Space architecture is the theory and practice of designing and building environments for humans in outer space. In our present century professional astronauts and cosmonauts will remain a focus for space architects, but new designs must better accommodate passengers (tourists and industrial workers) and settlers who set forth to establish off-world societies. Psychologists and architects can work together to assure good spaceflight behavioral health, defined by a lack of neuropsychiatric dysfunction, and the presence of high levels of personal adjustment, cordial interpersonal relations, and positive interactions with the physical and social environments. By designing and constructing facilities that are occupant centered and activity oriented, architects increase habitability thereby decreasing environmental challenges to behavioral health. Simulators and spaceflight-analogous environments make it possible to test design solutions prior to their deployment in space. This paper concludes with suggestions for increasing collaboration between architects and psychologists. These include increased sharing of hypotheses and data, articulating complementary research styles, and mutual advocacy for early, potent, and sustained involvement in mission planning and execution.

  5. Assessing Culture and Climate of Federally Qualified Health Centers: A Plan for Implementing Behavioral Health Interventions.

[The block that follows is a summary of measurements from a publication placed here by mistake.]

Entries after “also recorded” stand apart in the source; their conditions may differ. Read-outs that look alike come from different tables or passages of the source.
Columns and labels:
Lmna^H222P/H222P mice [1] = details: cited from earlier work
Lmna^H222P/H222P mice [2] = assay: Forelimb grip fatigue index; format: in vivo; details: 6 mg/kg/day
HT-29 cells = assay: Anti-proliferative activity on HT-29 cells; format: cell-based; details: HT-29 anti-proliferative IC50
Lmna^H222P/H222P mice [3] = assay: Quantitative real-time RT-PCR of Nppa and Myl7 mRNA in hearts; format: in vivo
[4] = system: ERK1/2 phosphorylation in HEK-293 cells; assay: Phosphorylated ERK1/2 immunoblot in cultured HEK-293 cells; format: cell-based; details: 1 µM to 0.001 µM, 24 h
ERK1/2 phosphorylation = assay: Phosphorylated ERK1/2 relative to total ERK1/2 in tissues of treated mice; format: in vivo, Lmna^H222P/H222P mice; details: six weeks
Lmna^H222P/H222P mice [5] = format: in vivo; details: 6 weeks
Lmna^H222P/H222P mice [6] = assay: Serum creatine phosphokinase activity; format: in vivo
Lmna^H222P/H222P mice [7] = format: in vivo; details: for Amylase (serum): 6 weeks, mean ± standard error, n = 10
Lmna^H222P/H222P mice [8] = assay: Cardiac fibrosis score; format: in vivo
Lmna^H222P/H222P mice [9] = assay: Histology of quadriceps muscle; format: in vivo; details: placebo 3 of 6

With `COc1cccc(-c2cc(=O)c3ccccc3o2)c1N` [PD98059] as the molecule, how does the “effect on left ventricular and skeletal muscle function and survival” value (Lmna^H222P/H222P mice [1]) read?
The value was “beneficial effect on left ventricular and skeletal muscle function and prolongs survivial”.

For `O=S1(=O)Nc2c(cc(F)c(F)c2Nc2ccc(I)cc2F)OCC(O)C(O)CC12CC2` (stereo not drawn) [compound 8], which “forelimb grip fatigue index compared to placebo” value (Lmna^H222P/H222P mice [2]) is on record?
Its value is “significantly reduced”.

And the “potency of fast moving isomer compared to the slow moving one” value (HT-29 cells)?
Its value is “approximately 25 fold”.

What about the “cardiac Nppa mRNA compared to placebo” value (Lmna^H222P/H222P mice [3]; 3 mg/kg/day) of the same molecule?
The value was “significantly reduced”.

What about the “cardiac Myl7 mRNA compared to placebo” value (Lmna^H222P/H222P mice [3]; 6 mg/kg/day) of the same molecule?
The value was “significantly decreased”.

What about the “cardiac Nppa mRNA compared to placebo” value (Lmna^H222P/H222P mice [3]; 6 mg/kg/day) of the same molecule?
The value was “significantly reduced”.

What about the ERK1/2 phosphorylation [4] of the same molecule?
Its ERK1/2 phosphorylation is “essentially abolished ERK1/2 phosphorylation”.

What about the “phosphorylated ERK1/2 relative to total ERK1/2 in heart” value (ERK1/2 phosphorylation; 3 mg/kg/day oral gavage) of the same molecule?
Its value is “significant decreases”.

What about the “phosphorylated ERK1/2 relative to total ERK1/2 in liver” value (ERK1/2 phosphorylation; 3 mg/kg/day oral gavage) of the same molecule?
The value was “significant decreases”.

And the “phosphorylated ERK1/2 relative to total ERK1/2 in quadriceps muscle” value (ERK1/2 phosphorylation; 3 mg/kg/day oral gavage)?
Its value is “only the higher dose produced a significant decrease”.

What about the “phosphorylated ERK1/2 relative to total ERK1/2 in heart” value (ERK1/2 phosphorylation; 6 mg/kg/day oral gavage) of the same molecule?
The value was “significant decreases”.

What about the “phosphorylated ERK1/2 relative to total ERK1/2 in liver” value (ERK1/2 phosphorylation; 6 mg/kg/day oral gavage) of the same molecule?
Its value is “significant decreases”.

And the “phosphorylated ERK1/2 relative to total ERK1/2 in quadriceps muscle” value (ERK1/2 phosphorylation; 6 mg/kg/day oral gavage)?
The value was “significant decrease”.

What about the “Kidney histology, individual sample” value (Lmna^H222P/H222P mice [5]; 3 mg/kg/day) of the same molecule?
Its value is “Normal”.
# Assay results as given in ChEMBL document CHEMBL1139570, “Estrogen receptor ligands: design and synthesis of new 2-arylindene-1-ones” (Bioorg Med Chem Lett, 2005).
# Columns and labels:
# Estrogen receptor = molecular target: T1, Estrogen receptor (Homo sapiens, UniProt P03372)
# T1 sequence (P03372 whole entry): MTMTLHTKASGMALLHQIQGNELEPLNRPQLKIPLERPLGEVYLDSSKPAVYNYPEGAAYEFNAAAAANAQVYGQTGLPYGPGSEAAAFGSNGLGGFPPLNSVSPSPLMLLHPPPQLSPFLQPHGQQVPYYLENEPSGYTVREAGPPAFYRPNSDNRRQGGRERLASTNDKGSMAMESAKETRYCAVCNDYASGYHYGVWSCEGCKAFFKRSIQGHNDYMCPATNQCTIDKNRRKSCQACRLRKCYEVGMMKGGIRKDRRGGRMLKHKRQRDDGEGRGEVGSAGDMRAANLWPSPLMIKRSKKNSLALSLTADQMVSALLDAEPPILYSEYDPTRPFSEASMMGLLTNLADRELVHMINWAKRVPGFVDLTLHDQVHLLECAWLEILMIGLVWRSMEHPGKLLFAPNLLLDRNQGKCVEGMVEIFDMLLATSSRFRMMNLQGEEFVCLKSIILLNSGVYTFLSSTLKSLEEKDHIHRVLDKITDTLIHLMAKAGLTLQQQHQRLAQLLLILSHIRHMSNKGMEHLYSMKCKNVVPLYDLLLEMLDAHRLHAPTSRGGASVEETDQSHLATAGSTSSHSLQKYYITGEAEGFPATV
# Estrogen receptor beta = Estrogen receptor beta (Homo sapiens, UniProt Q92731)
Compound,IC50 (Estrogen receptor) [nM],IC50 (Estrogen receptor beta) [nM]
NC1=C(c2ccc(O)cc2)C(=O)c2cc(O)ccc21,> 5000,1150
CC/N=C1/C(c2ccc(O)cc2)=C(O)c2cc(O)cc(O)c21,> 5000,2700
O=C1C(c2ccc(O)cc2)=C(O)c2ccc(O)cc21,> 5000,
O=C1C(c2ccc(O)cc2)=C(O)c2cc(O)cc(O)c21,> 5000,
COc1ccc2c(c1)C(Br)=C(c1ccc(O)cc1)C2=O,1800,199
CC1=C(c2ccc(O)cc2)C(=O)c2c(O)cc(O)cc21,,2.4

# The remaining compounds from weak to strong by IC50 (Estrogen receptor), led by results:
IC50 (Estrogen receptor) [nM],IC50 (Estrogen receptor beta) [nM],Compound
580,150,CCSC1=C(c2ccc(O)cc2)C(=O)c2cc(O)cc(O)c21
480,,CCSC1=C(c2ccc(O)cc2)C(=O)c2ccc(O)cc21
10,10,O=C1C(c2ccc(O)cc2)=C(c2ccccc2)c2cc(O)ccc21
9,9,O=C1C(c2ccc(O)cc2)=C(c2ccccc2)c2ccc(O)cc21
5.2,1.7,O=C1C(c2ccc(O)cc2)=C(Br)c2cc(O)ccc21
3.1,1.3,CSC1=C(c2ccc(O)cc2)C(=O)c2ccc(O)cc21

Science.gov (United States)

    Kramer, Teresa L; Drummond, Karen L; Curran, Geoffrey M; Fortney, John C

    2017-01-01

    This study examines organizational factors relating to climate and culture that might facilitate or impede the implementation of evidence-based practices (EBP) targeting behavioral health in federally qualified health centers (FQHCs). Employees at six FQHCs participating in an evidence-based quality improvement (EBQI) initiative for mood disorders and alcohol abuse were interviewed (N=32) or surveyed using the Organizational Context Survey (OCS) assessing culture and climate (N=64). The FQHCs scored relatively well on proficiency, a previously established predictor of successful EBP implementation, but also logged high scores on scales assessing rigidity and resistance, which may hinder implementation. Qualitative data contextualized scores on FQHC culture and climate dimensions. Results suggest that the unique culture of FQHCs may influence implementation of evidence-based behavioral health interventions.